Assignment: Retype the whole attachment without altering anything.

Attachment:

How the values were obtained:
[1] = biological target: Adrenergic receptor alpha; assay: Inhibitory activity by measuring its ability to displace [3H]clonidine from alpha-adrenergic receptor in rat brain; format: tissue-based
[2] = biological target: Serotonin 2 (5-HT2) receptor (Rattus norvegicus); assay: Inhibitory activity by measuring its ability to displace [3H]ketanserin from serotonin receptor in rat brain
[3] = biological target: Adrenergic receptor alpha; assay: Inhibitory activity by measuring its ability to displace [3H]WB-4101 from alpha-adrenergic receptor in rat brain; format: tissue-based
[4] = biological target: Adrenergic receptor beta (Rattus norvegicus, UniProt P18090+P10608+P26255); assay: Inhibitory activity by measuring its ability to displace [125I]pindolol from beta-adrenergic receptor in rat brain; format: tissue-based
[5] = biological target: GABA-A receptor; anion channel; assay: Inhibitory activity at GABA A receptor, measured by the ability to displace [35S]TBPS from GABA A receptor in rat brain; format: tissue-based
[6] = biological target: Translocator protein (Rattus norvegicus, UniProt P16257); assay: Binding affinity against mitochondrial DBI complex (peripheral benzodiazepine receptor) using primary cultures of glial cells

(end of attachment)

How the values were obtained:
[1] = biological target: Adrenergic receptor alpha; assay: Inhibitory activity by measuring its ability to displace [3H]clonidine from alpha-adrenergic receptor in rat brain; format: tissue-based
[2] = biological target: Serotonin 2 (5-HT2) receptor (Rattus norvegicus); assay: Inhibitory activity by measuring its ability to displace [3H]ketanserin from serotonin receptor in rat brain
[3] = biological target: Adrenergic receptor alpha; assay: Inhibitory activity by measuring its ability to displace [3H]WB-4101 from alpha-adrenergic receptor in rat brain; format: tissue-based
[4] = biological target: Adrenergic receptor beta (Rattus norvegicus, UniProt P18090+P10608+P26255); assay: Inhibitory activity by measuring its ability to displace [125I]pindolol from beta-adrenergic receptor in rat brain; format: tissue-based
[5] = biological target: GABA-A receptor; anion channel; assay: Inhibitory activity at GABA A receptor, measured by the ability to displace [35S]TBPS from GABA A receptor in rat brain; format: tissue-based
[6] = biological target: Translocator protein (Rattus norvegicus, UniProt P16257); assay: Binding affinity against mitochondrial DBI complex (peripheral benzodiazepine receptor) using primary cultures of glial cells